WASHINGTON - Members of the Coalition for Fair Trade of Hardwood Plywood (CFTHP) were heartened by the U.S. Department of Commerce's preliminary determination Tuesday to impose antidumping duties of either 22.14% or 63.96% on the vast majority of imported Chinese hardwood plywood.

U.S. Hardwood Plywood Makers Bolstered by DOC RulingIn a press release, the CFTHP stated "these rates will be added to the cash deposit requirements – 22.63 percent or 27.16 percent - already in place on the vast majority of imports from China that resulted from the previously announced preliminary countervailing duty determination."

The CFTHP said the duties would affect about 90% of Chinese hardwood plywood sold in the U.S. The DOC's decision would exempt two Chinese plywood producers. The coalition, comprised of plywood makers such as Columbia Forest Products, Roseburg and Timber Products, had filed an antidumping petition with the DOC last September seeking duties of nearly 300%, claiming Chinese hardwood plywood has been sold at unfairly low prices.

Jeff Levin, counsel for the CFTHP, said, “the Coalition’s petition, and the U.S. laws that address unfair trading, are not punitive but remedial. We are not looking to punish anyone. But, the fact remains that unfair trading, especially at the levels now found by the Commerce Department, is a scattering bane which ultimately inflicts every participant in the U.S. market. In this era of global competition, no one gains, at the end of the day, from an unfettered race to the bottom.”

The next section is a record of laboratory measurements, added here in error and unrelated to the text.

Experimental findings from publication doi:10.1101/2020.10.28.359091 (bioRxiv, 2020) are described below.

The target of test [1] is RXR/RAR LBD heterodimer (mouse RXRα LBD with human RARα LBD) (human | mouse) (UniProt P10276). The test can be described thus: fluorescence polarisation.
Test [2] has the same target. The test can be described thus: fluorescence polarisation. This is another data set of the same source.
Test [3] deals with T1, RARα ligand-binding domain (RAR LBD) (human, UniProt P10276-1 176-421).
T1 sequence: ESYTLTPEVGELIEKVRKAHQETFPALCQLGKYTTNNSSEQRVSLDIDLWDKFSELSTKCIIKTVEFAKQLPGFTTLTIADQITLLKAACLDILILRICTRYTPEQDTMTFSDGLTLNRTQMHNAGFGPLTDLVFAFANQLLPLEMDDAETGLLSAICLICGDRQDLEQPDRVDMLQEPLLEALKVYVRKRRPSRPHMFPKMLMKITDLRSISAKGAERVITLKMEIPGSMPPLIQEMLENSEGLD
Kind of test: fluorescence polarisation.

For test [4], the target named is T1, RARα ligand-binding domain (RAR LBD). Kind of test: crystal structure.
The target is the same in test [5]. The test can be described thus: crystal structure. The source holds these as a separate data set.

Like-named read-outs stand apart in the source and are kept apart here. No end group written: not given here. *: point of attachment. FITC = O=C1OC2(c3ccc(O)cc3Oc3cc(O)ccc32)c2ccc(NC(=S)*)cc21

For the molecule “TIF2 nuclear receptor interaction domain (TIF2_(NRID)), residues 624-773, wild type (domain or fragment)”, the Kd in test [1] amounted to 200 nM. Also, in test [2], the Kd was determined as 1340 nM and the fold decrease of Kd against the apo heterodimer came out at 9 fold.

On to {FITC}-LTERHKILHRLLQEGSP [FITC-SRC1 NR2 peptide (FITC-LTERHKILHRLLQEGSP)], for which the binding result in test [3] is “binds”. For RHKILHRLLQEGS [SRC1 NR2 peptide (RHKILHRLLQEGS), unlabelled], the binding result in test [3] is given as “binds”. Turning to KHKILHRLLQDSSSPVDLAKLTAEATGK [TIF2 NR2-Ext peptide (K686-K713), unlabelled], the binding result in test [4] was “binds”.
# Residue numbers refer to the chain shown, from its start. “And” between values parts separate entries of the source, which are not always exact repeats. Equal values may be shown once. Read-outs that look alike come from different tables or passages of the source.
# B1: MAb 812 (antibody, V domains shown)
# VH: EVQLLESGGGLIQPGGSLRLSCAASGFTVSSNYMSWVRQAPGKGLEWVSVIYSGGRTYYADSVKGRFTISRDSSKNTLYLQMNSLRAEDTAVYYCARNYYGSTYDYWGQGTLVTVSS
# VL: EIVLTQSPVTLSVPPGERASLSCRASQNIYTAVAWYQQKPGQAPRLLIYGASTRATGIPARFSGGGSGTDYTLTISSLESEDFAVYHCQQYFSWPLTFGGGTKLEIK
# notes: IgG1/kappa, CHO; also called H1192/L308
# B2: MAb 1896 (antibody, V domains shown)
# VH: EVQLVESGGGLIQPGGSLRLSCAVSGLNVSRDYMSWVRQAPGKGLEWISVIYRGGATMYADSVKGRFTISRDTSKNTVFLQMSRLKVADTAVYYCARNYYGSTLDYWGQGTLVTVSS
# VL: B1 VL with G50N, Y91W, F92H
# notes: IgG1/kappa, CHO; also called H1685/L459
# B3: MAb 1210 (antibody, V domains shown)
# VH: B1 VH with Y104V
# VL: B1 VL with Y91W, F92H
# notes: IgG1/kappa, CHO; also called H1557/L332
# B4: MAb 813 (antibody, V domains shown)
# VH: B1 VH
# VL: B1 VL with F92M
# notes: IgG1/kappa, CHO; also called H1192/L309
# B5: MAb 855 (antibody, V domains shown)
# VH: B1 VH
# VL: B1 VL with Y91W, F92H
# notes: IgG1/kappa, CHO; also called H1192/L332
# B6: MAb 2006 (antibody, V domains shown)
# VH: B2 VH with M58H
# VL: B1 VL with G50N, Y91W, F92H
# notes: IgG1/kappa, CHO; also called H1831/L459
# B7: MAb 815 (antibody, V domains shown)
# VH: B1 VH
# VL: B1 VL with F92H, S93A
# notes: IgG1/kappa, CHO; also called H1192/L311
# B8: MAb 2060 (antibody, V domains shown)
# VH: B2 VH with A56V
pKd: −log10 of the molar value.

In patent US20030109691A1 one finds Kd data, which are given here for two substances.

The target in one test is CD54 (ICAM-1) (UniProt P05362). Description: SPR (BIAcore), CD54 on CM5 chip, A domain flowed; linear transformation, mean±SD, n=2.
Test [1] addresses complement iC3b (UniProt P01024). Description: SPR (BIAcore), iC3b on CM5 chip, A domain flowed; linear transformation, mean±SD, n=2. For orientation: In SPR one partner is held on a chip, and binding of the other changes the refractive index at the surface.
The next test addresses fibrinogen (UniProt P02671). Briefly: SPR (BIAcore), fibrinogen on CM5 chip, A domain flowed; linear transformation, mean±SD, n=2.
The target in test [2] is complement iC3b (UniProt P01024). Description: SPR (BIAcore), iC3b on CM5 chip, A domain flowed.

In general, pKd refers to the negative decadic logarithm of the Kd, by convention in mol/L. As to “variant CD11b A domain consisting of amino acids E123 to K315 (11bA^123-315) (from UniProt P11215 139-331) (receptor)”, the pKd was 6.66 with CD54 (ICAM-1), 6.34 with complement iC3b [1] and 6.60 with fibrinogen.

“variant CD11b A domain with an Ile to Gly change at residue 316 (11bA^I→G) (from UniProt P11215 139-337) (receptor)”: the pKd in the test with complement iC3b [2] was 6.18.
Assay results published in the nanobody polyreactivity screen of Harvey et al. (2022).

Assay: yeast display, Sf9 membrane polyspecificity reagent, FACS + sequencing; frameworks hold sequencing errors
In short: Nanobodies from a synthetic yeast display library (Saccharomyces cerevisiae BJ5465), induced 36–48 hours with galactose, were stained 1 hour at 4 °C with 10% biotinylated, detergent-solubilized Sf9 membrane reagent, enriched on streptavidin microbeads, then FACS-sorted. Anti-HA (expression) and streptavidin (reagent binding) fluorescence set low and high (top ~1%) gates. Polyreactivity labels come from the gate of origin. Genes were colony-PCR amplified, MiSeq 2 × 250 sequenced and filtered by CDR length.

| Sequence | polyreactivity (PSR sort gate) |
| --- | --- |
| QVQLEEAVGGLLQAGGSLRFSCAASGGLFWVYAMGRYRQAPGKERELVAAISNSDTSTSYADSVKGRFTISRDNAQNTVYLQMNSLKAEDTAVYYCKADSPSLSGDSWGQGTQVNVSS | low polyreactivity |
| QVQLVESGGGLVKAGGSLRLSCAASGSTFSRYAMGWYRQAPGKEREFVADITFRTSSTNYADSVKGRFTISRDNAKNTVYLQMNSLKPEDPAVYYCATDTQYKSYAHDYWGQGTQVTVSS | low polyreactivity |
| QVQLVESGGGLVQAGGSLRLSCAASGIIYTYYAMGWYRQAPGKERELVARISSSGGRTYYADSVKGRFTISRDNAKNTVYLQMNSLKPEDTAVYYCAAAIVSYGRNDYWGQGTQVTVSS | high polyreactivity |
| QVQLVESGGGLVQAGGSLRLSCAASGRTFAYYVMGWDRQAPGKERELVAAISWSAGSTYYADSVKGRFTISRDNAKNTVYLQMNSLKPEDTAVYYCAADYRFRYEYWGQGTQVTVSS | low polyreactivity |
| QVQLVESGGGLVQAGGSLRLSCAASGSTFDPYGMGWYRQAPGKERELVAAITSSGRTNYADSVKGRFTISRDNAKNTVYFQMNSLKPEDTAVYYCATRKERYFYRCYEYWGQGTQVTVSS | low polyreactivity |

An opposition group, the American Alliance of Hardwood Plywood (AAHP), which includes the Kitchen Cabinet Manufacturers Association (KCMA), Northwest Hardwoods and 12 other wood importers, has formed to fight against the petition. The AAHP contends that the DOC's ruling will result in supply shortages and cost increases to U.S. manufacturers of cabinets, furniture, architectural woodwork and other products. The AAHP further claims the DOC's investigation has failed to prove that any of the companies received unfair trade subsidies from the Chinese government or were selling their products at unfairly low prices in the United States.

Both the countervailing dutry rates announced in Febrjary and new antidumping duty rates are preliminary and subject to final determination scheduled to be issued this September. The DOC will continue its investigation, including examining the validity of questionnaire responses submitted by Chinese plywood makers. DOC also will accept evidence and legal arguments from proponents and opponents of the antidumping petition.

The U.S. International Trade Commission(ITC)  estimated that $707.3 million worth of Chinese hardwood plywood was imported annually, representing about one-third of the total consumed in the U.S.

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